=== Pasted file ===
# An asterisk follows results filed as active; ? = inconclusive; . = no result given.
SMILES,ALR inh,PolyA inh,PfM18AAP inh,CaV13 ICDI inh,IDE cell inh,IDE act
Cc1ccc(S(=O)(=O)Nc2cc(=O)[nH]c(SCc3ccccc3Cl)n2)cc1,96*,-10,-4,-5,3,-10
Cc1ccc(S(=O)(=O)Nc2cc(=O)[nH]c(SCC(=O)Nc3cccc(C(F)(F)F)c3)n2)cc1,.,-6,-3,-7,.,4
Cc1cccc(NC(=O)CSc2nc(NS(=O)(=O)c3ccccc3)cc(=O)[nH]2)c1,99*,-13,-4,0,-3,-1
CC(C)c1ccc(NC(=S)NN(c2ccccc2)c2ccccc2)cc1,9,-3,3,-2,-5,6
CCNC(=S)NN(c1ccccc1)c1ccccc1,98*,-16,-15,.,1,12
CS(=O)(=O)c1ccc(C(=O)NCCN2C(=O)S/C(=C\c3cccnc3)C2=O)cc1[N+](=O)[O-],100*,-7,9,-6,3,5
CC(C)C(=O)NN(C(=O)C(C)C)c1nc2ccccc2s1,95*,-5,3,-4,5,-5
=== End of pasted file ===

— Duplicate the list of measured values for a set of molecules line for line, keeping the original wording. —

# An asterisk follows results filed as active; ? = inconclusive; . = no result given.
SMILES,ALR inh,PolyA inh,PfM18AAP inh,CaV13 ICDI inh,IDE cell inh,IDE act
Cc1ccc(S(=O)(=O)Nc2cc(=O)[nH]c(SCc3ccccc3Cl)n2)cc1,96*,-10,-4,-5,3,-10
Cc1ccc(S(=O)(=O)Nc2cc(=O)[nH]c(SCC(=O)Nc3cccc(C(F)(F)F)c3)n2)cc1,.,-6,-3,-7,.,4
Cc1cccc(NC(=O)CSc2nc(NS(=O)(=O)c3ccccc3)cc(=O)[nH]2)c1,99*,-13,-4,0,-3,-1
CC(C)c1ccc(NC(=S)NN(c2ccccc2)c2ccccc2)cc1,9,-3,3,-2,-5,6
CCNC(=S)NN(c1ccccc1)c1ccccc1,98*,-16,-15,.,1,12
CS(=O)(=O)c1ccc(C(=O)NCCN2C(=O)S/C(=C\c3cccnc3)C2=O)cc1[N+](=O)[O-],100*,-7,9,-6,3,5
CC(C)C(=O)NN(C(=O)C(C)C)c1nc2ccccc2s1,95*,-5,3,-4,5,-5